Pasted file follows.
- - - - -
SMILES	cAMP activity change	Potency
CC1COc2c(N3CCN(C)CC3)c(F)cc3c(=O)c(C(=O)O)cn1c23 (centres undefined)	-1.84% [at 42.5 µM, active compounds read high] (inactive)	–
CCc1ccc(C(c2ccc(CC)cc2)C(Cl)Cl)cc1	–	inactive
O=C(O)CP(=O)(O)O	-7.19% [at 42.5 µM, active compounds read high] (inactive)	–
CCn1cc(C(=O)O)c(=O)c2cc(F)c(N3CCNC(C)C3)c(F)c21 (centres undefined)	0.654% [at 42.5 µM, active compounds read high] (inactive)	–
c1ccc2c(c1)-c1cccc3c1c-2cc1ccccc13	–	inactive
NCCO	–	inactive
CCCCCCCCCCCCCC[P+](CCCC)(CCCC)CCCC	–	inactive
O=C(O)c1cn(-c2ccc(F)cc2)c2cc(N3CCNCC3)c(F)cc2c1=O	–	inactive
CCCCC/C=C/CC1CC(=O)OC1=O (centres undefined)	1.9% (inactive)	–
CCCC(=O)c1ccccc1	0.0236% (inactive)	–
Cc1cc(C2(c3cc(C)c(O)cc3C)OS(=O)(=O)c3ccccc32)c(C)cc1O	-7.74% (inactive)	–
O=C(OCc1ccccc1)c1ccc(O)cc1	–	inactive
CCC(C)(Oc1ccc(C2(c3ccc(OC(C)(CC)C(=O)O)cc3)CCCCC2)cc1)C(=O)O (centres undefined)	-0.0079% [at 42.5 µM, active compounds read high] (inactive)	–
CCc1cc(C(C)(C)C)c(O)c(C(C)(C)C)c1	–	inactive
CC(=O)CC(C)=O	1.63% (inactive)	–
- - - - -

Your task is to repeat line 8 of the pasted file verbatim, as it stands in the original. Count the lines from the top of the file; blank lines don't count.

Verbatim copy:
CCCCCCCCCCCCCC[P+](CCCC)(CCCC)CCCC	–	inactive